A piece of history - GEGAC's 35th anniversary
Guest reporter Jemima Balhas visted the Gippsland East Aboriginal Co-operative for its 35th anniversary celebrations.
On Wednesday 26 and Thursday 27 May 2010, Gippsland and East Gippsland Aboriginal Co-Operative (GEGAC) celebrated its 35th anniversary. It was a time to celebrate the past, the present and the future.
A piece of history
GEGAC was originally established in 1975 to support and develop the aboriginal medical service and also as an aboriginal culture centre.
GEGAC was established when the local Indigenous men and women decided that the East Gippsland region needed services specific to the Aboriginal people to fill the void and address the lack of understanding about Indigenous issues.
A group of 20 women came together, led by Aunty Nessy Skuta, to form a committee that gradually began to change into an aboriginal service provider.
They marched from Lake Tyers to Bairnsdale to protest conditions and treatment of the local Aboriginal people. From those small and humble beginnings, GEGAC has now become the biggest provider of Aboriginal Services east of Melbourne.
As a tribute, the names of those brave women who marched were honoured by placing their names on a special honour board. They were given individual plaques as well.
Like all service providers, GEGAC has had its dark times, but despite those dark times it has made the community grow together and has brought strength to the members of the community so that they can stand as one in the face of adversity and show what they believe in.
Some of the founding members are still with us today, and what a pleasure it must be for them to see their goals put into action.
The first service to be provided was an Aboriginal Health Service, which was established in 1972 and soon given its current name: Gippsland and East Gippsland Aboriginal Co-Operative.
GEGAC now offers several different services including:
- A medical and dental centre
- Aged care services
- Alcohol and drug service
- Night patrol
- Cultural services
- Family group home (supported accommodation for children in welfare)
- Mentoring services (supporting our community through their court appointed services
- Koori youth justice
- Women’s shelter
On Wednesday 27 May, the weather threatened to make things hard for the daytime events. It was raining, windy and cold, but the community found warmth inside the Marquee once they met up with friends and family. They all had a yarn with each other while the speeches were being organised and while people came down from all over the region to celebrate the 35 years GEGAC has been around.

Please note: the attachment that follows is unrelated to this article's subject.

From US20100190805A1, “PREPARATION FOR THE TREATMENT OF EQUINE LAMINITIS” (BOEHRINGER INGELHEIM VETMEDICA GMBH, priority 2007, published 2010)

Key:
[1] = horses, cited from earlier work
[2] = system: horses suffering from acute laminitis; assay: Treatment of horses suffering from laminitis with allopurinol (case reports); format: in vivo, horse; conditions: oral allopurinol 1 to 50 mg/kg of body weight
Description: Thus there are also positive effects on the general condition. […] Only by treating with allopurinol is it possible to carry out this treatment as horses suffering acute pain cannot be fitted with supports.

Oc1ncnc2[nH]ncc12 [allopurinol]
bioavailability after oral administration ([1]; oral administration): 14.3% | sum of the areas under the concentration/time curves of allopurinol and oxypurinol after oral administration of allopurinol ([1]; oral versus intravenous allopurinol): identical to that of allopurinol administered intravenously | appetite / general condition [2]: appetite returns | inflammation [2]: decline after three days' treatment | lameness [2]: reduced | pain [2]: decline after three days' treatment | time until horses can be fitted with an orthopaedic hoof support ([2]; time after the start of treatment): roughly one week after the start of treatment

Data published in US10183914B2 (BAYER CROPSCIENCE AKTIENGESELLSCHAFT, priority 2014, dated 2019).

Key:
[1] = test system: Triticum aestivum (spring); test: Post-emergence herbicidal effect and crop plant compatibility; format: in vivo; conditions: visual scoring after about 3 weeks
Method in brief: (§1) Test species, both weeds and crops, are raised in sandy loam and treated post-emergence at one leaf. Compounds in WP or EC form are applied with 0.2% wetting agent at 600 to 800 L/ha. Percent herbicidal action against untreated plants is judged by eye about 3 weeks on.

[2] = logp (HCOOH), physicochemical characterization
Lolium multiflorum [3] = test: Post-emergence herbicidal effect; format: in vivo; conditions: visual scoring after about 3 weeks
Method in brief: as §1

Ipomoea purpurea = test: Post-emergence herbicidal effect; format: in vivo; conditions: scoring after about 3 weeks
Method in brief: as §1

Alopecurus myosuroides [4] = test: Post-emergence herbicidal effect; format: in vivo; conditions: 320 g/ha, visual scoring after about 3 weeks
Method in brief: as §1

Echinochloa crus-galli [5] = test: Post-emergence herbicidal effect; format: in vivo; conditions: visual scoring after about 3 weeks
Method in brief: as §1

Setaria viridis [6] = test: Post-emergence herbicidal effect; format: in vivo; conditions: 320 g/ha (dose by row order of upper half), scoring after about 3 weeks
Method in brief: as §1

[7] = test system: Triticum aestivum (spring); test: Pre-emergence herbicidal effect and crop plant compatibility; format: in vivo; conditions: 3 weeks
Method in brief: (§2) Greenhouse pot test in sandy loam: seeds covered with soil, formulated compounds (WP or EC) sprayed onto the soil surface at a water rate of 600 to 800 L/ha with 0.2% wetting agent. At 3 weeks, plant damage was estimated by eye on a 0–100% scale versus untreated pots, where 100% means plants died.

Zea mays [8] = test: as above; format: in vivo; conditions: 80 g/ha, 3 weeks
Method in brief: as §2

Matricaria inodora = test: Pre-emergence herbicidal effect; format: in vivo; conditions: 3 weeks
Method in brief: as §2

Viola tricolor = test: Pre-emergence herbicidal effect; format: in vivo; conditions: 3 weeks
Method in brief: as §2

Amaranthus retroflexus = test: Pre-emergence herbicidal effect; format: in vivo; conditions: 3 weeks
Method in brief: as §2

There was a Welcome to Country and a little snippet of history delivered by Uncle Albert Mullett, and then speeches from Jason King (GEGAC CEO), Willow Carter (Chair of the Board of Directors) and Jeff Browning (Practice Manager of the Medical Centre).
With the speeches over, it was time for a BBQ lunch that was cooked by the Lions Club. After lunch the community had the chance to have a look around the different departments and services on offer.
A DVD about the history of GEGAC was played in the Elders Lounge so that people could learn about what has happened at GEGAC over the years.
A point that a lot of the children got a thrill out of was having a look through the Keeping Place, the GEGAC museum, which holds Aboriginal artefacts such as spear heads made out of stone, woven baskets, weapons and also artwork.
On Thursday 28 May the weather came good and it turned out to be a lovely sunny day, which was a relief for some of the GEGAC staff members because it was the family fun day.
The children all got a showbag that contained coloring in pages, a drink bottle, coloring in pencils, a hat and a ball. There were also T-shirts and hats for the community that had the GEGAC logo on them. Both young and elderly people wore them with pride.
As the day was coming to an end, it was time for the raffle. The raffle was split into two different categories, one for the children (boys' prizes and girls' prizes) and one for the adults.
The prizes for the children included a couple of fishing rods, arts and crafts, pencils and textas. The prizes for the adults included meat packs, fruit and veg packs, a surround-sound system and the prize that everyone wanted: a flatscreen television.
It was a day full of laughter and enjoyment for all of the community. It was good to see the community laughing and talking, remembering the days when GEGAC first started out as a group of Aboriginal women who wanted to improve things for future generations.
We say thank you to those 20 women who stood up for what they believed in and what they wanted.
You never know what you can do when you are passionate about making a change for yourself or for your community. At times it may feel too hard, but when I feel like that I remember what I have learned about those 20 Aboriginal Women who fought for their right to a better life.
Thinking about them, I feel inspired that I too can make changes, and I am sure anyone can make a change if they put their mind to it.
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